It is of utmost importance that a diagnosis should be established – and appropriate treatment initiated as soon as possible – in patients presenting with signs and symptoms of acute heart failure. In fact, it is recommended that diagnosis and identification of precipitants should occur in parallel with treatment (Shah et al., 2017). Since the symptoms and signs may be nonspecific or not sensitive, the diagnosis of acute heart failure must preferably be confirmed by the following investigations (Ponikowski et al., 2016):
chest X-ray in the upright position (supine chest X-ray is of limited value in this setting) to confirm pulmonary venous congestion. It can also help to identify any pleural effusion
electrocardiogram. The ECG is seldom normal in acute heart failure, and it can aid in identifying concomitant cardiac diseases
echocardiography is helpful to assess the contractile function of the ventricles
measurement of plasma levels of B-type natriuretic peptides (BNPs) and N-terminal pro-B type natriuretic peptides (NT-proBNPs). In the acute setting higher threshold levels have been suggested as a diagnostic tool to identify patients requiring further cardiac investigation; BNP <100 pg/mL, NT-proBNP concentration <300 pg/mL. One must note, however, that elevated NT-proBNP can also be found in many other cardiac and non-cardiac conditions
lung ultrasound is more accurate than auscultation or chest x-ray for the detection of pulmonary congestion in acute dyspnoea, and should be considered where available (Harjola et al., 2017)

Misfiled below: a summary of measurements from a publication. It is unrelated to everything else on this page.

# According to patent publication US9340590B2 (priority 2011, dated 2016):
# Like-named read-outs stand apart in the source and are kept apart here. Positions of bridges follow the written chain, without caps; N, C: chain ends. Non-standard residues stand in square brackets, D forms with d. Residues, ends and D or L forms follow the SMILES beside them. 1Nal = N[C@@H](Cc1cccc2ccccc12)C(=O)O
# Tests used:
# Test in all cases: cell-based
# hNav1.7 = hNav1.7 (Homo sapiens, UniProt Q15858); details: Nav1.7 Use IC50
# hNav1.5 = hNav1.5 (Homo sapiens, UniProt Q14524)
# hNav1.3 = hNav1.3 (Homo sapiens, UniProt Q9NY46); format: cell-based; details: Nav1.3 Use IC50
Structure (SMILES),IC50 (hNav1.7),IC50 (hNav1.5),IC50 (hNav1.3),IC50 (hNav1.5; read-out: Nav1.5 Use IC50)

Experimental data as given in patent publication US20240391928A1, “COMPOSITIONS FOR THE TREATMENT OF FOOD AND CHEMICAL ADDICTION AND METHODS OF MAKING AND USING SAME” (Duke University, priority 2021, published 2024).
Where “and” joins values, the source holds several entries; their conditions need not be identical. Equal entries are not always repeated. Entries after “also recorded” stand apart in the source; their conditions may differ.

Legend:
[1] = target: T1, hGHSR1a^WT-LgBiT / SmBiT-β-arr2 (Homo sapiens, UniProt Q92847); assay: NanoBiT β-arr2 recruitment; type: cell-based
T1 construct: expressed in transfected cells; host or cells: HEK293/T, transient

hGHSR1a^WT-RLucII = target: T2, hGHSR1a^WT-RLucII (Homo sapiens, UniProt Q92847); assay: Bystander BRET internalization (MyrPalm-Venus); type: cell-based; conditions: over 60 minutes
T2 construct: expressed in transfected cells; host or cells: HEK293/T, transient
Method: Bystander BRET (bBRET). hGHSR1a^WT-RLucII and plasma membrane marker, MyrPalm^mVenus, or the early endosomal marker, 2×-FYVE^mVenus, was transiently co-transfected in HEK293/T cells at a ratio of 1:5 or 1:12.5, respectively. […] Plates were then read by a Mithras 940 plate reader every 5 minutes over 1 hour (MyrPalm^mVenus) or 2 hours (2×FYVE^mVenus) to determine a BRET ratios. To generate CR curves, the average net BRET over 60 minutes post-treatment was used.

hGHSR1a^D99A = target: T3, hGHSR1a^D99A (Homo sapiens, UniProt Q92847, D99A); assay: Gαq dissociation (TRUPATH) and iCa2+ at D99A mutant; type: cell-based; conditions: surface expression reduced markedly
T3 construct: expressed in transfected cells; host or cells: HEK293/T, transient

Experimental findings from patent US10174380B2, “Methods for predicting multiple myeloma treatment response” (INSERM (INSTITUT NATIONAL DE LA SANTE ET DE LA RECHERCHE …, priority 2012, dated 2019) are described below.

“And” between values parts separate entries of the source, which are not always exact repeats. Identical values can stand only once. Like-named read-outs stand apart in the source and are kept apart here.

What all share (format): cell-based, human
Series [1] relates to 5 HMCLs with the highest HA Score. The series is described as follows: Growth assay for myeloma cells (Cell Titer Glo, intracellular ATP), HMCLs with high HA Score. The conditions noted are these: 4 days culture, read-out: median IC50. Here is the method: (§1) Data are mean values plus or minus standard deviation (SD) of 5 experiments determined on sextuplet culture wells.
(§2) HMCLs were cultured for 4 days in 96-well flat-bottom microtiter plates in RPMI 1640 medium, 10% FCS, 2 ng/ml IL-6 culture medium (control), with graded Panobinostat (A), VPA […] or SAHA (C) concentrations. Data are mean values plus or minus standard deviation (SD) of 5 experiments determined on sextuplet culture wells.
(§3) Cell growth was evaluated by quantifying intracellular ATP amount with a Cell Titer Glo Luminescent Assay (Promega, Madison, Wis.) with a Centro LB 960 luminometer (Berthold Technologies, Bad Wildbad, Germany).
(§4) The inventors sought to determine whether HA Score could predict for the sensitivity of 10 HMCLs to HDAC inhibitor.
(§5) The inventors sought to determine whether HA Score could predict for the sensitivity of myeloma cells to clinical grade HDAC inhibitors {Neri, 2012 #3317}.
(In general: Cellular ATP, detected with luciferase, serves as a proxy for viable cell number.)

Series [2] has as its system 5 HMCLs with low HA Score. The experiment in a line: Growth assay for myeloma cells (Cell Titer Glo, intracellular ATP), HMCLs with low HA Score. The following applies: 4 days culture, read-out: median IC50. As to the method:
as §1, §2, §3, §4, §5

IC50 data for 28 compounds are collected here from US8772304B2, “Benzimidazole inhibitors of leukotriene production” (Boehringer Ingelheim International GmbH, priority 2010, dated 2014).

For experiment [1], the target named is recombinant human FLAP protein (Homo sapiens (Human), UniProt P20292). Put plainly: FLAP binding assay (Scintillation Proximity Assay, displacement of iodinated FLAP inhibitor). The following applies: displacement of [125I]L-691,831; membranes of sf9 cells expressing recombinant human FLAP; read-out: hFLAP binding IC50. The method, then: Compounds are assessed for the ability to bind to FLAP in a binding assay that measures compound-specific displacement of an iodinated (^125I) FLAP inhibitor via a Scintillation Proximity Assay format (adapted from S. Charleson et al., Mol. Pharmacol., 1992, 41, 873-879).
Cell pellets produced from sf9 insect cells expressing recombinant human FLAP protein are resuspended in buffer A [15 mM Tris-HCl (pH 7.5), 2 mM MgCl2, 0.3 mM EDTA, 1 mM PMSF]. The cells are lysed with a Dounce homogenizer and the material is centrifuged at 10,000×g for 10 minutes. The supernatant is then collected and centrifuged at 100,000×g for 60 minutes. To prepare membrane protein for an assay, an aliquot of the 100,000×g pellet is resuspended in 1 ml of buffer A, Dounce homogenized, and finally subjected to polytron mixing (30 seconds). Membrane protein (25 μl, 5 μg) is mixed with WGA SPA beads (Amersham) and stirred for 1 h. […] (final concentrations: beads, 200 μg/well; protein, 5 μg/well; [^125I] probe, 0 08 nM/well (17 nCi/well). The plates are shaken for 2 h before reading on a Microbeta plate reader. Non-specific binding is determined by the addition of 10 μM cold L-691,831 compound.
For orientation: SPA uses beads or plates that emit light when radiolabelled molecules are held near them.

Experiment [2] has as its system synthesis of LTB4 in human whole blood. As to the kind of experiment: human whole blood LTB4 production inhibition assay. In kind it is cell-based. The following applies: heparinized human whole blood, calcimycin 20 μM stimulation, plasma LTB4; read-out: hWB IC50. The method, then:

The following laboratory tests should be carried out:
blood urea nitrogen (BUN) or urea
thyroid-stimulating hormone (TSH)
An algorithm for the diagnosis of heart failure in the non-acute setting is shown in Figure 8.
A recent pilot study explored whether a lung and cardiac ultrasound protocol could aid in the diagnosis of acute heart failure. The scans were carried out by an experienced emergency physician, and a positive result was considered to be the identification of B+ lines in both anterosuperior lung zones, plus a left ventricular ejection fraction less than 45%. Tested on 99 patients, the sensitivity was 25% (95% CI 14–41%), the specificity 100% (95% CI 94–100%). The protocol took under 2 minutes to perform on average, leading the investigators to conclude that it may represent an important screening tool for rapid assessment (Russell & Ehrman, 2017).